St Mungo's Broadway has been awarded the contract to run Brighton & Hove City Council’s Rough Sleeper Outreach Homelessness Service from September for three years.
Last April two well established, respected homelessness charities St Mungo's and Broadway joined forces. St Mungo's has helped people sleeping rough since 1969, and has developed many ground breaking rough sleeper services including the first specialist project for elderly rough sleepers, a service for those addicted to alcohol and, more recently, they set up the first Recovery College in the homelessness sector. Broadway was created on 1 April 2002 from the merger of two London charities that also supported thousands of homeless throughout the city for more than 20 years.
Over the last five years St Mungo’s Broadway has expanded outside London to support rough sleepers in Bristol, Reading and Oxford and South Essex as well as the Sussex Outreach service, which covers the whole of the county, except Brighton & Hove.
Petra Salva, Director for Street Homelessness and Outreach Services at St Mungo's Broadway, said:
"The starting point for our work is that rough sleeping is harmful and dangerous, and that no one should have to sleep rough in this day and age. We'll be working with people to tackle the particular problems that lead to them sleeping rough and aiming to connect them with services as needed, from housing to health services and into skills and work opportunities.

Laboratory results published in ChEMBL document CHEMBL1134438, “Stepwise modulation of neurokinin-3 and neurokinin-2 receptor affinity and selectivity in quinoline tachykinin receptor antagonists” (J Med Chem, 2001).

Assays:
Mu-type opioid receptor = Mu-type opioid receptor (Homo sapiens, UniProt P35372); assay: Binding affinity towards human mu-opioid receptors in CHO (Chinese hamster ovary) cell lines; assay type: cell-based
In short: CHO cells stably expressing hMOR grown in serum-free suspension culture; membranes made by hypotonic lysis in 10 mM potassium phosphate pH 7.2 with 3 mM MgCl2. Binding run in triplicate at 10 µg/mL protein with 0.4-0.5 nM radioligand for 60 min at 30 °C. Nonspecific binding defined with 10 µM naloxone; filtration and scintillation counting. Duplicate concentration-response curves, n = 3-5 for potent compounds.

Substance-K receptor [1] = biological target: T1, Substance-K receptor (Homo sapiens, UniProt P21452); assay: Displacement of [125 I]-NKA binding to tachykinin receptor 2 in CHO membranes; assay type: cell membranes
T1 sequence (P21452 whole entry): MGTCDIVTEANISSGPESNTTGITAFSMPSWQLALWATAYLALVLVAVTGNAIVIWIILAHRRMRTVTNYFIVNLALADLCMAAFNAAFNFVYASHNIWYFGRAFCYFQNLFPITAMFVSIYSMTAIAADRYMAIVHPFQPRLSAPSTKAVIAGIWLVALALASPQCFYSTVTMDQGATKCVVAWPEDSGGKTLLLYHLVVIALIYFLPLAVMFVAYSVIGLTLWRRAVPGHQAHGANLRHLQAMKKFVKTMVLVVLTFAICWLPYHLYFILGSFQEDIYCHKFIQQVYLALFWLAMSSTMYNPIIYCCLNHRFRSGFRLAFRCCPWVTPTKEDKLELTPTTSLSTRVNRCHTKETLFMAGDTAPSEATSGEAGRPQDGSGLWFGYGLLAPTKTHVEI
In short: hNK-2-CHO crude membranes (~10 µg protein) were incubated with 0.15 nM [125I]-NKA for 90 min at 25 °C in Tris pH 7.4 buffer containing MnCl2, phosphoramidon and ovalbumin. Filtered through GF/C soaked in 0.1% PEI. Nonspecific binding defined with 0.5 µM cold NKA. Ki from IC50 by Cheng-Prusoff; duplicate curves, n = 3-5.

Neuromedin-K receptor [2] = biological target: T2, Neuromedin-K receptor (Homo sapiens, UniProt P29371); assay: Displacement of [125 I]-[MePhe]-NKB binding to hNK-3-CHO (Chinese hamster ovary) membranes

"We are looking forward to working with local partners in Brighton & Hove to support people as they move away from homelessness and on with their lives."
Councillor Clare Moonan sits on the council’s new committee for Neighbourhoods, Communities and Equalities and is lead spokesperson for rough sleepers: she said:
“Our city has long been under pressure from growing homelessness, particularly at this time of austerity. No one wants to sleep rough, and I am certain that St Mungo’s Broadway has the combined experience and expertise to work with the other partners across the city to support the many vulnerable people who live out on our streets to overcome their complex problems, and find the best way to rebuild their lives.”